Kiran Bedi assures making Pondy flood-free
Deccan Chronicle | DC Correspondent
Lt Governor directs administration not to issue pattas on waterbodies.
Dr David Bergvinson, director general, ICRISAT, Hyderabad, receives Dr M.S. Swaminathan award for environment protection, 2016, from Puducherry Lt Governor Kiran Bedi on Monday. (Photo: DC)
Chennai: Asserting that both flooding during monsoon and drought in summer are "preventable disasters" Puducherry Lt. Governor Kiran Bedi, while assuring to make the Union Territory free from inundation, as witnessed in December 2015, has directed the administration not to issue pattas for waterbodies.
"This morning I issued orders not to issue pattas unless the officials certify the land is not a waterbody… we have about 45 days to go for the monsoons and we are engaged in a massive operation to clean canals and we are using machines, not men, to desilt the canals and waterbodies," she said on Monday night while addressing her first public meeting outside the Union Territory since she took over as Lt. Governor about nine weeks ago.
Giving away the Dr M.S. Swaminathan award for environment protection 2016 at a function organised by the Rotary Club of Madras East, to Dr David Bergvinson, director general of ICRISAT, Hyderabad, she said, the population has been allowed to grow without infrastructure and people have been made dependent on doles. "Since our focus is something else, we are unable to prevent flooding and drought — obviously due to lack of city planning, long term perspective and lack of accountability," she emphasised.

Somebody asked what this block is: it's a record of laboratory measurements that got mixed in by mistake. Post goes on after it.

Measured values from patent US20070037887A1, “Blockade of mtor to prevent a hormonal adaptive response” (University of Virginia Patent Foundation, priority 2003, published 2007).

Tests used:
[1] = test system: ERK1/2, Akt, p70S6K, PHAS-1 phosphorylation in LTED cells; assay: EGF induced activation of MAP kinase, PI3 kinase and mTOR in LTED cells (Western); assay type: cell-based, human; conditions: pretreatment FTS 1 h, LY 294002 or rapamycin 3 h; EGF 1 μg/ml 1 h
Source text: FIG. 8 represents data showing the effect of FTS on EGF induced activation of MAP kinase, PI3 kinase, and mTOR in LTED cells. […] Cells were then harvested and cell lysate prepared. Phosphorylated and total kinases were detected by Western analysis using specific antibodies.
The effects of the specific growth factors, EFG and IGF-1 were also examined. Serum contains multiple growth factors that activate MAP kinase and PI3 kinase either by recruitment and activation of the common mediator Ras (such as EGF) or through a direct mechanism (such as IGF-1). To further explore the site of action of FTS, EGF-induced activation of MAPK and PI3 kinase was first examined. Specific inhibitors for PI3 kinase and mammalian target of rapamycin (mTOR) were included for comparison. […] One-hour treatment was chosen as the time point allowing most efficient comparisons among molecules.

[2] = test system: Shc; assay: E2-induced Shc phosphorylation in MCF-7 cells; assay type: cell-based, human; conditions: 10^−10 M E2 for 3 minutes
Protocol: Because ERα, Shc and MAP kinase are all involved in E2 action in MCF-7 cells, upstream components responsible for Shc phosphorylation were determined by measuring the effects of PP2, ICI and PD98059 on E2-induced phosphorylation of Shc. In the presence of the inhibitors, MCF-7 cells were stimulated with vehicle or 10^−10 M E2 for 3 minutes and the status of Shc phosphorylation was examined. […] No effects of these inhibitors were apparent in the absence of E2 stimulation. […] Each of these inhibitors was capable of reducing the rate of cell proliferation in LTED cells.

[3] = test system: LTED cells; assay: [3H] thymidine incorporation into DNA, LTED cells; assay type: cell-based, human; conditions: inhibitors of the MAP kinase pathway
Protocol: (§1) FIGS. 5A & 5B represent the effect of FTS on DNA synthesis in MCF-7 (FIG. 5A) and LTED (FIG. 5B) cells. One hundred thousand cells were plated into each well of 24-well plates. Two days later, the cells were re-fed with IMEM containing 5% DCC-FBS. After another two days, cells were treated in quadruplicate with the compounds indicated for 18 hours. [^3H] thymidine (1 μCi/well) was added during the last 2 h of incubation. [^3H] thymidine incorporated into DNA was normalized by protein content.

Bedi appealed to the Rotarians to join the efforts of Prime Minister Narendra Modi in sensitising the people against open defecation. "You can help achieve this like you made India polio-free," she said and the Rotarians responded with a thunderous applause.
Accepting the award, Dr. David called for a social movement to overcome challenges for enhancing food production and helping 60 per cent of India’s population who are youth to judiciously use water. "India needs to double its food production and address the issue of declining per capita space and malnutrition. Climate change could alter the dimensions of farming and tax existing water resources, which are depleting. "We need watershed development for rural areas and for urban areas too," he added.
Prof M.S. Swaminathan, founder MSSRF, said India should explore opportunities for dry farming as climate change may affect the livelihood security and environment security.